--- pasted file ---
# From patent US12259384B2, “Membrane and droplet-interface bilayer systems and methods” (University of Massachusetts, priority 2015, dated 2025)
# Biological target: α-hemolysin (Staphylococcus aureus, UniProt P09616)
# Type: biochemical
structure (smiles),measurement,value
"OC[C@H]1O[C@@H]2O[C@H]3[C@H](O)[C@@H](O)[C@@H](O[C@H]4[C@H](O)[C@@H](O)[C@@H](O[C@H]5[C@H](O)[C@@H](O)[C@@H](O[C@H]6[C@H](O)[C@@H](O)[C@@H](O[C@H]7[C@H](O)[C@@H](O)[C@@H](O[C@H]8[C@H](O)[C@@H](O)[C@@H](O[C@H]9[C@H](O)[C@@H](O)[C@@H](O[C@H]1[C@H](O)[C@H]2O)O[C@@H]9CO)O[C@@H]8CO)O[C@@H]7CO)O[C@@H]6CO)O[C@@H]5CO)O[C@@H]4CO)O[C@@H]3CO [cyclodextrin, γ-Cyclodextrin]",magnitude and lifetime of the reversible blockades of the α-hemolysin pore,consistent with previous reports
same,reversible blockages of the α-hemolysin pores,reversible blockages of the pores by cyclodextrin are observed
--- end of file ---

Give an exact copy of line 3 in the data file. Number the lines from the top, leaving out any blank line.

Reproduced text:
# Type: biochemical